South Australia (SA) has resettled 151,134 refugees in the last ten years (Department of Immigration and Border Protection, Settlement reporting facility, 2014). Northern metropolitan Adelaide, an area which experiences significant social disadvantage, has received a significant number of (predominantly young) refugees. Research indicates that refugee youth are at elevated risk of mental health (MH) and alcohol and other drug (AOD) problems. These factors, along with the low socio-economic status of northern Adelaide, the number of refugee youth residing there, and the added complexity of treating comorbid MH and AOD problems (comorbidity) prompted this research. We investigated the barriers and facilitators to culturally responsive comorbidity care for these youth and whether the MH and AOD services were equipped to provide such support.
This mixed-methods study employed semi-structured interviews with refugee youth and service providers and an online survey with managers of services. Thirty participants (15 refugee youth, 15 service providers) took part in the semi-structured interviews and 56 (40 complete, 16 partially-complete) in the survey.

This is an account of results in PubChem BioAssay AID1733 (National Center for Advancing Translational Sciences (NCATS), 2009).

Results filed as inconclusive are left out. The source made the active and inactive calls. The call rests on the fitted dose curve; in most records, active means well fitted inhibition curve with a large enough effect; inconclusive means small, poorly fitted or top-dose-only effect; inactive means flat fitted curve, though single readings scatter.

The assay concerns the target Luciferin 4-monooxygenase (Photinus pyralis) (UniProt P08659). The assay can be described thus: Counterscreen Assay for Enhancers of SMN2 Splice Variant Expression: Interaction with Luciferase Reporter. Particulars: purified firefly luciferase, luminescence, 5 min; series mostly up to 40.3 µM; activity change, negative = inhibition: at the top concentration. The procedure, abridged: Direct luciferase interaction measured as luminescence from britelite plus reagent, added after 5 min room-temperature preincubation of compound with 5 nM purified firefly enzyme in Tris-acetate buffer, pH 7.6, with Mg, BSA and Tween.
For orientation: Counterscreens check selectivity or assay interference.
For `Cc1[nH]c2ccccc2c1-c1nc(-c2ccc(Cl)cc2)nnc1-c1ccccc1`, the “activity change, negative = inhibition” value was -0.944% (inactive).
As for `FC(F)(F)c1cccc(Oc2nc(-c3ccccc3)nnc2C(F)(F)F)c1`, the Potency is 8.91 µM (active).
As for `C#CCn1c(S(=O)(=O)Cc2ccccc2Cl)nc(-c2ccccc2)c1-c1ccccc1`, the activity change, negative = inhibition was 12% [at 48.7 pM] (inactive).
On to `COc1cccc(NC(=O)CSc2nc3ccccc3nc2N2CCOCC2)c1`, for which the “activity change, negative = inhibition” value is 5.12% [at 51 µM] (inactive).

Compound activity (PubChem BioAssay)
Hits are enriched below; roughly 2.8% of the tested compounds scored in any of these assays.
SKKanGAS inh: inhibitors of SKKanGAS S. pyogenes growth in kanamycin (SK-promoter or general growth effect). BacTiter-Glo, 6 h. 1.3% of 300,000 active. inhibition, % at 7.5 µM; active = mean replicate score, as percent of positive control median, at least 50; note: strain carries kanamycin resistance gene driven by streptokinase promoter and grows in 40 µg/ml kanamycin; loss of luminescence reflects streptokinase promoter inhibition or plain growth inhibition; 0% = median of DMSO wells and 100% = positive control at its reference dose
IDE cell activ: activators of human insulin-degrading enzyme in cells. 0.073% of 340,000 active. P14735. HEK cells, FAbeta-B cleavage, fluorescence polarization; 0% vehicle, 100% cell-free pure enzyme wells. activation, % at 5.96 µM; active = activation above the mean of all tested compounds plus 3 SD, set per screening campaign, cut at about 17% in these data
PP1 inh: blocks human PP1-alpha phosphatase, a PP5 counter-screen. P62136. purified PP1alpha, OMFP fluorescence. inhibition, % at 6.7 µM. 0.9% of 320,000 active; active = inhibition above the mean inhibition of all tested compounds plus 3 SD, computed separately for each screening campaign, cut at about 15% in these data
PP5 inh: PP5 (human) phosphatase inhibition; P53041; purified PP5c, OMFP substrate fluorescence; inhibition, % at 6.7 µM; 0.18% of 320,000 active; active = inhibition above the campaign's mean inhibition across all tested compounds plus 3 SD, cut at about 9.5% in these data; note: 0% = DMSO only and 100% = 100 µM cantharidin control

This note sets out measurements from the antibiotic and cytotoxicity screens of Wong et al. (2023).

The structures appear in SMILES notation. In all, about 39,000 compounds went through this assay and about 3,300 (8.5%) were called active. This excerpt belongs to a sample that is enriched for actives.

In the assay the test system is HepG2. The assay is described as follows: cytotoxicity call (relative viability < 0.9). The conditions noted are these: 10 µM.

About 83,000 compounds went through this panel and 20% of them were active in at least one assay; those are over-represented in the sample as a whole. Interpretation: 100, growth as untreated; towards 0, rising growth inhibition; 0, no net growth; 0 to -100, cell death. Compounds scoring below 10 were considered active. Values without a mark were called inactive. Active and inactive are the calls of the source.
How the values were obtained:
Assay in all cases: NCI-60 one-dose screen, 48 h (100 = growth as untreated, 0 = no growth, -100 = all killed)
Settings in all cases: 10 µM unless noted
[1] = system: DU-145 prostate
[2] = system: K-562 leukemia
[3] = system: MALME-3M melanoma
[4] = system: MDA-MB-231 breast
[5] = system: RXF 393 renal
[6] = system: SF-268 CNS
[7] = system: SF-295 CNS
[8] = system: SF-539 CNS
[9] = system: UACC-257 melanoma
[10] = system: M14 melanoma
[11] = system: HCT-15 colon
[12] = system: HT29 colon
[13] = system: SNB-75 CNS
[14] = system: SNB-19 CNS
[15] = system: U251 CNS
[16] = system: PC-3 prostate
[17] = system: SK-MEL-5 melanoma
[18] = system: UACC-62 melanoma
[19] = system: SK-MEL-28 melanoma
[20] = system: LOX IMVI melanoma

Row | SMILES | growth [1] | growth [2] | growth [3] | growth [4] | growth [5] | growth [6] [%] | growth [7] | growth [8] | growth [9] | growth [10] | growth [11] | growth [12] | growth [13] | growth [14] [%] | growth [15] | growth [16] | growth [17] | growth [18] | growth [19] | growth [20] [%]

Thematic analysis of the interview data revealed the most commonly reported barriers related to four broad areas: (1) organisational and structural, (2) access and engagement, (3) treatment and service delivery, and (4) training and resources. Survey data supported the barriers identified in the qualitative findings.
This research highlights significant gaps in the response of MH and AOD services to refugee youth with comorbidity. Based on the findings, ways of overcoming the barriers are discussed, and are of particular relevance to policy makers, organisations and clinicians.